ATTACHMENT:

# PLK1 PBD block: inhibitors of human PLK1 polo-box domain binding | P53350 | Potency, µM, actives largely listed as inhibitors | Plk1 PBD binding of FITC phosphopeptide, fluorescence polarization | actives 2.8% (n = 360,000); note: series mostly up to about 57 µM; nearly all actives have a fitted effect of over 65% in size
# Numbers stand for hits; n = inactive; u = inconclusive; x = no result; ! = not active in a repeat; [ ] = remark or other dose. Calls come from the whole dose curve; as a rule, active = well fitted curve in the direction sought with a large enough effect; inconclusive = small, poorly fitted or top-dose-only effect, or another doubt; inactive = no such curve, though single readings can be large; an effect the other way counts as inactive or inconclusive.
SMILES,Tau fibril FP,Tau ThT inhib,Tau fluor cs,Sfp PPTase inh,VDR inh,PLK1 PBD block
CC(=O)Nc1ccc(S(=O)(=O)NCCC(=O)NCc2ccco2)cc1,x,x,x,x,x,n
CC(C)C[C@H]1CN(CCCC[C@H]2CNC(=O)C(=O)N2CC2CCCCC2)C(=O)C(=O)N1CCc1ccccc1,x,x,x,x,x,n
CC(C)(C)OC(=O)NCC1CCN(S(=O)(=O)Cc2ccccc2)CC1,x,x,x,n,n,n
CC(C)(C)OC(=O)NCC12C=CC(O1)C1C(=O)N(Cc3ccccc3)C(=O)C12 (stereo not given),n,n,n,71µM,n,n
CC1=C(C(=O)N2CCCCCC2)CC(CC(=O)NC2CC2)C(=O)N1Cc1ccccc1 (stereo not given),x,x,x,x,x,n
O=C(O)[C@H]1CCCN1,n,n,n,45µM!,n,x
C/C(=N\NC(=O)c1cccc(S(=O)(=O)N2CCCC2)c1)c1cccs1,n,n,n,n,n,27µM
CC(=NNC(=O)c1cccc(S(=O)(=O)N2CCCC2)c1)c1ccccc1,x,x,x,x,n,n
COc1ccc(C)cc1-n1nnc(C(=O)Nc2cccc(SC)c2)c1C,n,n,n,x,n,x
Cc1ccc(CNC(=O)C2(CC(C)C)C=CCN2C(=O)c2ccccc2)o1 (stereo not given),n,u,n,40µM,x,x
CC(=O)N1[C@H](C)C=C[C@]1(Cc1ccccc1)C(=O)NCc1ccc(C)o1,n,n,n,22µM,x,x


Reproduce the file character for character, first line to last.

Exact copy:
# PLK1 PBD block: inhibitors of human PLK1 polo-box domain binding | P53350 | Potency, µM, actives largely listed as inhibitors | Plk1 PBD binding of FITC phosphopeptide, fluorescence polarization | actives 2.8% (n = 360,000); note: series mostly up to about 57 µM; nearly all actives have a fitted effect of over 65% in size
# Numbers stand for hits; n = inactive; u = inconclusive; x = no result; ! = not active in a repeat; [ ] = remark or other dose. Calls come from the whole dose curve; as a rule, active = well fitted curve in the direction sought with a large enough effect; inconclusive = small, poorly fitted or top-dose-only effect, or another doubt; inactive = no such curve, though single readings can be large; an effect the other way counts as inactive or inconclusive.
SMILES,Tau fibril FP,Tau ThT inhib,Tau fluor cs,Sfp PPTase inh,VDR inh,PLK1 PBD block
CC(=O)Nc1ccc(S(=O)(=O)NCCC(=O)NCc2ccco2)cc1,x,x,x,x,x,n
CC(C)C[C@H]1CN(CCCC[C@H]2CNC(=O)C(=O)N2CC2CCCCC2)C(=O)C(=O)N1CCc1ccccc1,x,x,x,x,x,n
CC(C)(C)OC(=O)NCC1CCN(S(=O)(=O)Cc2ccccc2)CC1,x,x,x,n,n,n
CC(C)(C)OC(=O)NCC12C=CC(O1)C1C(=O)N(Cc3ccccc3)C(=O)C12 (stereo not given),n,n,n,71µM,n,n
CC1=C(C(=O)N2CCCCCC2)CC(CC(=O)NC2CC2)C(=O)N1Cc1ccccc1 (stereo not given),x,x,x,x,x,n
O=C(O)[C@H]1CCCN1,n,n,n,45µM!,n,x
C/C(=N\NC(=O)c1cccc(S(=O)(=O)N2CCCC2)c1)c1cccs1,n,n,n,n,n,27µM
CC(=NNC(=O)c1cccc(S(=O)(=O)N2CCCC2)c1)c1ccccc1,x,x,x,x,n,n
COc1ccc(C)cc1-n1nnc(C(=O)Nc2cccc(SC)c2)c1C,n,n,n,x,n,x
Cc1ccc(CNC(=O)C2(CC(C)C)C=CCN2C(=O)c2ccccc2)o1 (stereo not given),n,u,n,40µM,x,x
CC(=O)N1[C@H](C)C=C[C@]1(Cc1ccccc1)C(=O)NCc1ccc(C)o1,n,n,n,22µM,x,x